Hiking the Devil’s Causeway in northwestern Colorado’s Flat Tops Wilderness Area is one of those experiences in life that makes you say, “Wow!” This is one of the most notorious hikes in Colorado and remains not just one of my favorite Colorado memories, but one of my all-time favorite travel memories.
Before making the trek up the mountain, I had read that people are terrified at the top and that it’s the smallest three feet you will ever see. After standing at the edge of the Devil’s Causeway, I would have to agree—it barely seemed one foot wide and I was certain I’d plunge to my death if I tried to cross it. But it’s one travel memory that remains as vivid today as the day I hiked it back in 1990.
The hike up to Devil’s Causeway is 6 miles if you go up and back the same way, or about 10 miles if you cross the Causeway and take the loop back to the bottom. The hike, which usually rates a 7 or 8 out of 10 in difficulty level, starts at Stillwater Reservoir east of the tiny town of Yampa (south of Steamboat Springs). You take Highway 131 into Yampa, go west on County Road 7 for 7 miles, and then proceed 9 miles on Forest Service Road 900. The road dead ends into the parking area for Stillwater Reservoir trail head.
The trail begins innocently enough. It heads out on the north side of Stillwater Reservoir and cuts across wide valleys filled with wildflowers and stands of tall pine and fir trees. You take the East Fork Trail, enter the Flat Tops Wilderness Area and then pass by Little Causeway Lake. At this point, the hike becomes much more challenging, but don’t take your surroundings for granted. One of the most amazing things about this hike was the beauty around us as we climbed. Remember to stop and look around.
As you pass the Little Causeway Lake, you get your first glimpse of the rock formation known as the Chinese Wall. Over the next mile, you ascend the mountain using a series of switchbacks. As you work your way up the mountain, you climb about a thousand feet and eventually arrive at the narrow strip of land called The Devil’s Causeway.
The Rocky Passage
The Devil’s Causeway is terrifying. I am not exaggerating and I will not apologize for not having crossed that strip of rocky land. As you stand at the edge of the Causeway, you’re 11,800 feet above sea level. The air is thin and I could feel my heart pounding, as much out of fear as from the altitude. The stats on the Causeway change, probably depending on the terror level of the person reporting back. Some say it’s 3 feet wide, but other reports mention 2 feet or 4 feet. I’ve found references that it spans 50 feet, but others claim it is 100 feet across the Causeway. No matter, this 3- or 4-foot-wide strip of rocky land crosses the top of the ridge with cliffs plunging hundreds of feet on each side (again, some say it’s 400 feet while others say it’s 1000 feet; either way, it looks like a long way down when you’re standing on the edge looking down).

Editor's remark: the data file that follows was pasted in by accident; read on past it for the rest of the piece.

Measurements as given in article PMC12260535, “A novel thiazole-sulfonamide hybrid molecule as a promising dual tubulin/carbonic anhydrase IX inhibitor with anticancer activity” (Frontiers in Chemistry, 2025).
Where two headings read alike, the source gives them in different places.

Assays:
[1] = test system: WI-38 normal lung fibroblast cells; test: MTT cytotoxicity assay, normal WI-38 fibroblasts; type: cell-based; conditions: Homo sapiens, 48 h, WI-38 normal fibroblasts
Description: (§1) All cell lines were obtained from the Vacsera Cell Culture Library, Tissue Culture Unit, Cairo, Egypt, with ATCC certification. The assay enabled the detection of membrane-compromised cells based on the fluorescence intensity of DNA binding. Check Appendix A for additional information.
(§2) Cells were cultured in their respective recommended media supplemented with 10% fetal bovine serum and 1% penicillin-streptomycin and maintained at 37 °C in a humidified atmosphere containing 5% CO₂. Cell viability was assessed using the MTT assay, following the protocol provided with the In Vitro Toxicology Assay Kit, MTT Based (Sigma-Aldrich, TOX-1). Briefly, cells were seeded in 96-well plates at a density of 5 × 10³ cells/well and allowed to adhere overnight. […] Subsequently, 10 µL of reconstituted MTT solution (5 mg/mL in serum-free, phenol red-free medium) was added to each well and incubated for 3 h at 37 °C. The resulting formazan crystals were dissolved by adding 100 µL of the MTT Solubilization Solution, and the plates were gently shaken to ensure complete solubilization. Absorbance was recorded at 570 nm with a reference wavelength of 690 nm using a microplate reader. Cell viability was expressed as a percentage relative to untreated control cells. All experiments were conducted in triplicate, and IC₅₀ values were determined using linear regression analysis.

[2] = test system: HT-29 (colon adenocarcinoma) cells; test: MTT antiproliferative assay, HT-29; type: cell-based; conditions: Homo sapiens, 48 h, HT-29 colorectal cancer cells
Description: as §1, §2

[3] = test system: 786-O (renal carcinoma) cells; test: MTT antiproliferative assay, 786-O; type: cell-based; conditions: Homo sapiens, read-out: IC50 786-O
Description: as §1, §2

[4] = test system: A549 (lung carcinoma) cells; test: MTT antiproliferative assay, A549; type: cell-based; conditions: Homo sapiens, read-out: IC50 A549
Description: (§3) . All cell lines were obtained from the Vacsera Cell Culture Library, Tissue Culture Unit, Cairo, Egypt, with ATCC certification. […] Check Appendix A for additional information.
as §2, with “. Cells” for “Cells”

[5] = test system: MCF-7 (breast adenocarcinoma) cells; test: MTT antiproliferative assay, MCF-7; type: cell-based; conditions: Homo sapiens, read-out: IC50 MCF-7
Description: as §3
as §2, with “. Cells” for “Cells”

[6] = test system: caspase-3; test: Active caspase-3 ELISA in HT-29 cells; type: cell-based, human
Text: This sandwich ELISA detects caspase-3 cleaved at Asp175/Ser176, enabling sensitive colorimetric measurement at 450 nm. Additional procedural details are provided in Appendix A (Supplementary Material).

Many people (myself included) have every intention of crossing the Causeway, but take photos and turn around to go back down the mountain. Others end up crawling on all fours to get to the other side. There are some things in my life I wish I’d done after the fact, but this isn’t one of them. It was an amazing hike, but I make no apologize for not crossing it. I was more than happy to wave at my husband and his brother and our kids from my perch a few feet away from the edge.
Here’s an amazing video that was recorded by someone crossing the Devil’s Causeway. While photos don’t do it justice, this video is pretty amazing. Hold onto your seats.
If You Go
The trail up to The Devil’s Causeway is usually accessible from late June until early September, although it can vary each year depending on snowfall during the winter. The year we hiked it in mid-July, there was still snow on the ground in places. The path up the mountainside, once you get to the switchbacks, is steep and rugged. There are places where the footing is quite unstable and you need to make sure you have great hiking boots, plenty of water and a trail map before you head out.
Despite how terrifying this narrow passageway might be, it is completely passable. My son, who was about 6 the time, made the hike and even crossed the causeway with his cousin who was about 8 at the time. It really is mind over matter if you decide to cross—just don’t look down.
You should be aware that afternoon thunderstorms are common here in summer. Do not cross the Causeway during a storm or high winds. There is ample room to cross, but it feels much more narrow when you are standing there, looking down hundreds of feet into the valley below. Standing there at the top of the world, looking down at the Valley and across at the endless mountains in the wilderness area, I realized how very small I am in this incredible world in which we live. These experiences are why I travel and continue to explore the unknown. Click here to read about more of my top travel experiences.